The Chief Executive Officer of Ghana Cocoa Board (COCOBOD), Joseph Boahen Aidoo, has advised farmers to desist from selling felled cocoa trees to food vendors, particularly kenkey sellers, in various parts of the country.
He explained that the cocoa trees that have been felled, as a result of the Cocoa Swollen Shoot Virus Disease (CSSVD), should rather be allowed to decompose on the farm in order to provide the needed nutrients to the newly planted cocoa trees.
Mr Aidoo made this known when Cocoasoils Programme, a public-private consortium, presented the cocoa training manual and farmers’ handbook to COCOBOD in Accra on April 29. He insisted that leaving the felled trees to decompose would provide the needed soil nutritional requirements for new plants.
The government in September 2020 embarked on a programme to rehabilitate all diseased cocoa farms as part of the efforts to increase cocoa production in the country.
Under the programme, it will fell all cocoa farms affected by the Cocoa Swollen Shoot Virus Disease and replant and manage for two years before giving them back to the farmers.
The government allocated over $200 million of the $600 million syndicated loan facility it secured from the African Development Bank (AfDB) to the national rehabilitation programme.
But Mr Aidoo stated that a recent fact-finding mission by the COCOBOD showed that the farmers had started harvesting the felled trees as firewood and selling them as premiums to food vendors.
He said they sold the felled trees to kenkey sellers in Accra, Kumasi, Takoradi and Cape Coast.
“We have a whole landscape of cocoa farms that have been affected and we are rehabilitating because the CSSVD does not have any chemical solutions so we have to cut the trees and then replant them.
We recently paid a visit to the field and what we realised was that the trees that had been cut down were being harvested by the farmers as firewood so that they could sell them.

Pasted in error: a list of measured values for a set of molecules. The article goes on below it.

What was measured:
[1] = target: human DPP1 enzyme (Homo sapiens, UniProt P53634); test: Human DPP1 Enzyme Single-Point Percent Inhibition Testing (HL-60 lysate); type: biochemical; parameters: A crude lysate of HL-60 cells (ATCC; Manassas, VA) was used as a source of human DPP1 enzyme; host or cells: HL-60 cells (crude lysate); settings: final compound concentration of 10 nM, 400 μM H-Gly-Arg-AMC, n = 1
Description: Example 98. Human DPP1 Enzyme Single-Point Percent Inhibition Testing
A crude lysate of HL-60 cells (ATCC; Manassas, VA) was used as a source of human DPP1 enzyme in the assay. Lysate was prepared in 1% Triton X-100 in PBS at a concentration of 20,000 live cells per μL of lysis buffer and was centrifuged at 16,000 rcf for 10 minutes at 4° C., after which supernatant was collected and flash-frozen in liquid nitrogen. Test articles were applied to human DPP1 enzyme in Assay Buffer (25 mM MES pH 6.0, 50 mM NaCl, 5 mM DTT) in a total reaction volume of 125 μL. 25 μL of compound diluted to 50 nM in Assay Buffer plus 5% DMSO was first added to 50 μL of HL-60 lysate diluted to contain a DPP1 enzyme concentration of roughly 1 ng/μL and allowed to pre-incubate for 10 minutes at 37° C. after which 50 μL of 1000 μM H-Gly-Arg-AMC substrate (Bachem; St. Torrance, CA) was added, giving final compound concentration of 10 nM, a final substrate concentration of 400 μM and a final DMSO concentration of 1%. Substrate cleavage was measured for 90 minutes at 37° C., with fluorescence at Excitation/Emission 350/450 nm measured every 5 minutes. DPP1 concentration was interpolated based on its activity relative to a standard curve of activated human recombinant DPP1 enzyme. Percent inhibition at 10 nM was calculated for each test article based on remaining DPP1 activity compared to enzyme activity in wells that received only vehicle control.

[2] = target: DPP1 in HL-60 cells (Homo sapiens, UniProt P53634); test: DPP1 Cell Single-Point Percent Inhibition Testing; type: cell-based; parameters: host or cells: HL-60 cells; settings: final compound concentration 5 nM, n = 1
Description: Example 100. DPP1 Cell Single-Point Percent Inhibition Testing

“I hear cocoa firewood is being sold in Accra, Cape Coast, Takoradi and Kumasi at a premium to cook kenkey,” he said.
He, therefore, urged the farmers to desist from the act as the trees had taken a lot of nutrients from the soil and so, when they were cut down, they needed to be left so that they could decompose and provide nutrients to the soil.
Management of COCOBOD took delivery of the cocoa training manual and farmers’ handbook designed to help address the declining productivity in cocoa and improve the livelihoods of farmers.
The documents on managing soil for increased productivity and decreased deforestation was made possible through Cocoasoils Programme, a public-private consortium, aimed at intensifying cocoa production through the development and dissemination of integrated soil fertility management recommendations to cocoa farmers.
The CocoaSoils Programme is a Norwegian Government-NORAD funded initiative, being implemented in Ghana, Cameroun, Cote d’Ivoire, and Nigeria.
Supporting extension services
The Coordinator of CocoaSoils Global Programme, Dr Richard Asare, observed that the documents were presented to COCOBOD in order to support cocoa extension services in the country.
He said partners of the CocoaSoils programme had set up core and satellite research for development trials to help provide site-specific fertiliser recommendations across the four countries in West Africa.
He said the core trials were long-term trials of at least two hectares, where fertilisers were applied in different quantities and combinations, and responses in yield were being carefully measured.
He said in Ghana there were two core trials located at Mabang managed by Cocoa Research Institute of Ghana (CRIG) and the other in Boako also managed by CRIG with funding from Mondelez.